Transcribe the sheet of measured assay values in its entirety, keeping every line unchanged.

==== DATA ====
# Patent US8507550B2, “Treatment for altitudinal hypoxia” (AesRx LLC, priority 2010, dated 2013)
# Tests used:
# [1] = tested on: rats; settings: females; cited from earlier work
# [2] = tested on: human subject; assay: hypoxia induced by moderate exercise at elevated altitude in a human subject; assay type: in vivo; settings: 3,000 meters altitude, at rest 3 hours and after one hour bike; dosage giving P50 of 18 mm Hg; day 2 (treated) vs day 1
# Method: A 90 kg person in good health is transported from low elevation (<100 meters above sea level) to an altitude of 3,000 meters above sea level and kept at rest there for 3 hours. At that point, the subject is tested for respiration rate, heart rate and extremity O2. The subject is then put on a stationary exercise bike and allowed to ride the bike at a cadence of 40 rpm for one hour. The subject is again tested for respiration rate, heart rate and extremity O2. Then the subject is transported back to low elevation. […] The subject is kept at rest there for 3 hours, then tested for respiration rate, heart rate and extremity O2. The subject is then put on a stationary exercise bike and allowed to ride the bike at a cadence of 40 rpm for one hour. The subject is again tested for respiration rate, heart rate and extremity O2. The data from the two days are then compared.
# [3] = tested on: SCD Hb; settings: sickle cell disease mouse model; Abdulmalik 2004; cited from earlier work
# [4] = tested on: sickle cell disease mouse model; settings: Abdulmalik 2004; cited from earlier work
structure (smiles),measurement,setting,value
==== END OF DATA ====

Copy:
# Patent US8507550B2, “Treatment for altitudinal hypoxia” (AesRx LLC, priority 2010, dated 2013)
# Tests used:
# [1] = tested on: rats; settings: females; cited from earlier work
# [2] = tested on: human subject; assay: hypoxia induced by moderate exercise at elevated altitude in a human subject; assay type: in vivo; settings: 3,000 meters altitude, at rest 3 hours and after one hour bike; dosage giving P50 of 18 mm Hg; day 2 (treated) vs day 1
# Method: A 90 kg person in good health is transported from low elevation (<100 meters above sea level) to an altitude of 3,000 meters above sea level and kept at rest there for 3 hours. At that point, the subject is tested for respiration rate, heart rate and extremity O2. The subject is then put on a stationary exercise bike and allowed to ride the bike at a cadence of 40 rpm for one hour. The subject is again tested for respiration rate, heart rate and extremity O2. Then the subject is transported back to low elevation. […] The subject is kept at rest there for 3 hours, then tested for respiration rate, heart rate and extremity O2. The subject is then put on a stationary exercise bike and allowed to ride the bike at a cadence of 40 rpm for one hour. The subject is again tested for respiration rate, heart rate and extremity O2. The data from the two days are then compared.
# [3] = tested on: SCD Hb; settings: sickle cell disease mouse model; Abdulmalik 2004; cited from earlier work
# [4] = tested on: sickle cell disease mouse model; settings: Abdulmalik 2004; cited from earlier work
structure (smiles),measurement,setting,value